Comparison of Ambulatory Health Care Costs and Use Associated With Roux-en-Y Gastric Bypass vs Sleeve Gastrectomy.
Importance: Studies comparing contemporary bariatric surgical types could facilitate procedure selection for patients interested in reducing their frequency of health care visits and reliance on prescription drugs. Objective: To compare the association of sleeve gastrectomy (SG) and Roux-en-Y gastric bypass (RYGB) with ambulatory health care costs and use for as long as 4 years after surgery. Design, Setting, and Participants: This comparative effectiveness study, which included patients undergoing bariatric surgery who were aged 18 to 64 years with at least 24 months of enrollment data before surgery and 12 months of enrollment data after surgery, used a retrospective interrupted time series with a comparison group. Data represent insurance claims dated January 2006 to June 2017, with analyses completed in September 2021. Data were collected from US commercial and Medicare Advantage claims database. Cohorts were matched on characteristics including baseline body mass index category, diabetes status, baseline ambulatory care costs, region of the United States, and year of surgery. Exposures: SG or RYGB, based on procedure codes. Main Outcomes and Measures: Annual ambulatory health care costs, and subtypes of cost and use including prescriptions, office visits, laboratory encounters, and radiology. Results: Matched cohorts included 3049 patients who underwent SG and 3251 patients who underwent RYGB, with a mean (SD) age of 45.2 (10.0) years; 4820 (77%) were women. Full follow-up was 37% for SG (514 patients) and 38% for RYGB (643 patients) among those eligible for 4-year follow-up. There were no significant differences between SG and RYGB in total ambulatory costs, office visit costs, or radiology costs in all follow-up years. Patients who underwent SG had significantly higher prescription costs than those who underwent RYGB bypass in year 4 ($852.8 per patient per year; 95% CI: $395.6-$1310.0 per patient per year) with more cardiometabolic medication fills in each year (eg, year 4: 42.5%; 95% CI, 13.7%-71.2%). In contrast, early after surgery, patients who underwent SG had relatively fewer specialist visits (eg, year 1: -7.2%; 95% CI, -14.3% to -0.2%) and lower laboratory costs (eg, year 1: -$118.9 per patient per year; 95% CI, -$220.2 to -$17.5 per patient per year). Conclusions and Relevance: Despite clinical studies showing greater weight loss and comorbidity improvement with RYGB vs SG, this study found no difference in total ambulatory costs for as long as 4 years after SG and RYGB. These findings may reflect the trade-off between greater improvements in cardiometabolic health and additional surgery-related care among patients undergoing RYGB. Studies with longer follow-up time could determine whether greater sustained weight loss from RYGB eventually results in lower costs compared with SG.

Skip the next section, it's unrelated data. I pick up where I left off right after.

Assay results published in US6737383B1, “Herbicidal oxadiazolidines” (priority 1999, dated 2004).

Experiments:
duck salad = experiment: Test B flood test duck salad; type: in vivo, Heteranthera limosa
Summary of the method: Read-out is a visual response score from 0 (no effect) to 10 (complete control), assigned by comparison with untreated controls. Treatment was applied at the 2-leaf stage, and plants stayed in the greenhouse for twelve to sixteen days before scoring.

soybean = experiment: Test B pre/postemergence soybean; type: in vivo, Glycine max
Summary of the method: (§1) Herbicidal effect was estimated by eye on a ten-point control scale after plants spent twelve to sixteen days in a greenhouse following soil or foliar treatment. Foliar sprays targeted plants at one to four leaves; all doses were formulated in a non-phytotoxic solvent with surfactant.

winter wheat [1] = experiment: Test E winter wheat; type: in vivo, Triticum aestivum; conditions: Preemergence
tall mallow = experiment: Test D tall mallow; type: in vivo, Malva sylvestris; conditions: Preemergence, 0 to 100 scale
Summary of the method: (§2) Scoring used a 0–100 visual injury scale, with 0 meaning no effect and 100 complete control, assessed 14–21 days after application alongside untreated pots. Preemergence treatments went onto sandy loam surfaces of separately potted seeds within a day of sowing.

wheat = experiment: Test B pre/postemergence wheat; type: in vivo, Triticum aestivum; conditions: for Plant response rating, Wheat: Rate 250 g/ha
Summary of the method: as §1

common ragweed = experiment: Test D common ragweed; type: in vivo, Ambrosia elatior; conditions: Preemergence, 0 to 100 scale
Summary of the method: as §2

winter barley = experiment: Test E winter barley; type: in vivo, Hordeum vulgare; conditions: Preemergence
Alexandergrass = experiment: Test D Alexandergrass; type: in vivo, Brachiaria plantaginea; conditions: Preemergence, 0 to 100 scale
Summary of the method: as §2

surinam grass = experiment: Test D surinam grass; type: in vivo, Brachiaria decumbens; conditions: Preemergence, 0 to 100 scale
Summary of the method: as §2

Lewis, KH; Argetsinger, S; Arterburn, DE; Clemenzi, J; Zhang, F; Kamusiime, R; Fernandez, A; Ross-Degnan, D; Wharam, JF
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